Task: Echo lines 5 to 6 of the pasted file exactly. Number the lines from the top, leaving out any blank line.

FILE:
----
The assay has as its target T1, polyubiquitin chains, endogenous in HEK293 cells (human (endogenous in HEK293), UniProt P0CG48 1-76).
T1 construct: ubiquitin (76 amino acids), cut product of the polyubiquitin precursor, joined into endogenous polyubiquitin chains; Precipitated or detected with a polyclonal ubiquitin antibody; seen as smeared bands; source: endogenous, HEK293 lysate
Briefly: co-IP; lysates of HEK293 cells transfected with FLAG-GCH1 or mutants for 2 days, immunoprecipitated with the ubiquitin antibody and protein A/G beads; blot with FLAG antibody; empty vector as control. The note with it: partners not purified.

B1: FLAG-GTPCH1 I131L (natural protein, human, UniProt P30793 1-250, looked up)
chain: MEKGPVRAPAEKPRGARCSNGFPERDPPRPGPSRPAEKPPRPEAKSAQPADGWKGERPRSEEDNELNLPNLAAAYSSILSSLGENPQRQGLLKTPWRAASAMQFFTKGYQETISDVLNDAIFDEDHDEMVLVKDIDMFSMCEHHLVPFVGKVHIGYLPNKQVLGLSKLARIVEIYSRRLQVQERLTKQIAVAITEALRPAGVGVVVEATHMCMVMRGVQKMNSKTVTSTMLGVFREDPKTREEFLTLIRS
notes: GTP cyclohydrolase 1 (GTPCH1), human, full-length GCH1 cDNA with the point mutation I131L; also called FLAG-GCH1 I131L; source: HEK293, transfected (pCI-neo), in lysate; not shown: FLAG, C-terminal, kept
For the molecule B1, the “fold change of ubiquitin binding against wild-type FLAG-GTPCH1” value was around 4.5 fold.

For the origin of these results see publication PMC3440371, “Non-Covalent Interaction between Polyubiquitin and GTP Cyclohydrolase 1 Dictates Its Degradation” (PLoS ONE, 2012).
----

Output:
chain: MEKGPVRAPAEKPRGARCSNGFPERDPPRPGPSRPAEKPPRPEAKSAQPADGWKGERPRSEEDNELNLPNLAAAYSSILSSLGENPQRQGLLKTPWRAASAMQFFTKGYQETISDVLNDAIFDEDHDEMVLVKDIDMFSMCEHHLVPFVGKVHIGYLPNKQVLGLSKLARIVEIYSRRLQVQERLTKQIAVAITEALRPAGVGVVVEATHMCMVMRGVQKMNSKTVTSTMLGVFREDPKTREEFLTLIRS
notes: GTP cyclohydrolase 1 (GTPCH1), human, full-length GCH1 cDNA with the point mutation I131L; also called FLAG-GCH1 I131L; source: HEK293, transfected (pCI-neo), in lysate; not shown: FLAG, C-terminal, kept